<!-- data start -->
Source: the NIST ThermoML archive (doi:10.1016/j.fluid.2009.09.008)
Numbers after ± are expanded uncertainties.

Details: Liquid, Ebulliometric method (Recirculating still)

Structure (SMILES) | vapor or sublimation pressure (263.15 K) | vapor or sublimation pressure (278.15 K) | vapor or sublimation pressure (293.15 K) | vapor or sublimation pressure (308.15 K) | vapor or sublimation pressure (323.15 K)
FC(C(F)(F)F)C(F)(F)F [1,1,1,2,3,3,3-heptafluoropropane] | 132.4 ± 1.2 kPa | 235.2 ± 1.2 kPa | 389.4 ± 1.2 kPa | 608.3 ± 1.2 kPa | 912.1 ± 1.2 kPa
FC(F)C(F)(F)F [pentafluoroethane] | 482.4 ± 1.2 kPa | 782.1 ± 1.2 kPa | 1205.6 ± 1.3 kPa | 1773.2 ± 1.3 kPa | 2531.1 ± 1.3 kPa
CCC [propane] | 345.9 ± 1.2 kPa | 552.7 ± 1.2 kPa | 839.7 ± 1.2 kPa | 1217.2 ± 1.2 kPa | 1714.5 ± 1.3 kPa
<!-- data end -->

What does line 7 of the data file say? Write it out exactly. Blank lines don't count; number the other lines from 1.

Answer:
CCC [propane] | 345.9 ± 1.2 kPa | 552.7 ± 1.2 kPa | 839.7 ± 1.2 kPa | 1217.2 ± 1.2 kPa | 1714.5 ± 1.3 kPa